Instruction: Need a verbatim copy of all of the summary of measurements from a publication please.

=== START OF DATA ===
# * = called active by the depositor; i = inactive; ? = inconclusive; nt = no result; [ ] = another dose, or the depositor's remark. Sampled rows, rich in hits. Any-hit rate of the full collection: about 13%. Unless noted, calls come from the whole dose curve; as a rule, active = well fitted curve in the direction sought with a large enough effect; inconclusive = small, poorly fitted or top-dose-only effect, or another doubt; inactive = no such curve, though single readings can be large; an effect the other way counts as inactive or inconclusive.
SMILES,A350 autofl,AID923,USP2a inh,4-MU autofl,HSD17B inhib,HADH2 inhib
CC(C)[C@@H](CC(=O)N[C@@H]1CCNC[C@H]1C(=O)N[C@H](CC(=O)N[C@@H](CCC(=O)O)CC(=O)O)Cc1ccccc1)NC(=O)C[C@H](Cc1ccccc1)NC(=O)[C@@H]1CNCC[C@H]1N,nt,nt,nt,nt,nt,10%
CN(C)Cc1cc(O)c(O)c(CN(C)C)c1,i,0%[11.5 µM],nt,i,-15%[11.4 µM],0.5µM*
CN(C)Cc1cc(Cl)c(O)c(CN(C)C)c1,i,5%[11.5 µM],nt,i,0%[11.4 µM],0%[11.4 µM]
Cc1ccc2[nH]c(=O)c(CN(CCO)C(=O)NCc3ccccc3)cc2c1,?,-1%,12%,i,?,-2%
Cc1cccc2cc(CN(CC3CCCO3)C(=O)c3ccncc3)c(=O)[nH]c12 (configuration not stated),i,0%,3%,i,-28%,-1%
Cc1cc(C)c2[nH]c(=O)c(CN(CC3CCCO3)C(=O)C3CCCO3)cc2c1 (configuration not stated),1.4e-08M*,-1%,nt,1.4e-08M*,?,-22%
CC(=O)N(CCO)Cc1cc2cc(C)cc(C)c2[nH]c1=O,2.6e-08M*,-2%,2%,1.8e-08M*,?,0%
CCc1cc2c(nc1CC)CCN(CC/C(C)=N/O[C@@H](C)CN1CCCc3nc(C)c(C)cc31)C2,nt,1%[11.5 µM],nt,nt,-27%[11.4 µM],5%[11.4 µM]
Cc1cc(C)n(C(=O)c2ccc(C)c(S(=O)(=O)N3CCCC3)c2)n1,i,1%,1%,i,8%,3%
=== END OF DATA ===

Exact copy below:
# * = called active by the depositor; i = inactive; ? = inconclusive; nt = no result; [ ] = another dose, or the depositor's remark. Sampled rows, rich in hits. Any-hit rate of the full collection: about 13%. Unless noted, calls come from the whole dose curve; as a rule, active = well fitted curve in the direction sought with a large enough effect; inconclusive = small, poorly fitted or top-dose-only effect, or another doubt; inactive = no such curve, though single readings can be large; an effect the other way counts as inactive or inconclusive.
SMILES,A350 autofl,AID923,USP2a inh,4-MU autofl,HSD17B inhib,HADH2 inhib
CC(C)[C@@H](CC(=O)N[C@@H]1CCNC[C@H]1C(=O)N[C@H](CC(=O)N[C@@H](CCC(=O)O)CC(=O)O)Cc1ccccc1)NC(=O)C[C@H](Cc1ccccc1)NC(=O)[C@@H]1CNCC[C@H]1N,nt,nt,nt,nt,nt,10%
CN(C)Cc1cc(O)c(O)c(CN(C)C)c1,i,0%[11.5 µM],nt,i,-15%[11.4 µM],0.5µM*
CN(C)Cc1cc(Cl)c(O)c(CN(C)C)c1,i,5%[11.5 µM],nt,i,0%[11.4 µM],0%[11.4 µM]
Cc1ccc2[nH]c(=O)c(CN(CCO)C(=O)NCc3ccccc3)cc2c1,?,-1%,12%,i,?,-2%
Cc1cccc2cc(CN(CC3CCCO3)C(=O)c3ccncc3)c(=O)[nH]c12 (configuration not stated),i,0%,3%,i,-28%,-1%
Cc1cc(C)c2[nH]c(=O)c(CN(CC3CCCO3)C(=O)C3CCCO3)cc2c1 (configuration not stated),1.4e-08M*,-1%,nt,1.4e-08M*,?,-22%
CC(=O)N(CCO)Cc1cc2cc(C)cc(C)c2[nH]c1=O,2.6e-08M*,-2%,2%,1.8e-08M*,?,0%
CCc1cc2c(nc1CC)CCN(CC/C(C)=N/O[C@@H](C)CN1CCCc3nc(C)c(C)cc31)C2,nt,1%[11.5 µM],nt,nt,-27%[11.4 µM],5%[11.4 µM]
Cc1cc(C)n(C(=O)c2ccc(C)c(S(=O)(=O)N3CCCC3)c2)n1,i,1%,1%,i,8%,3%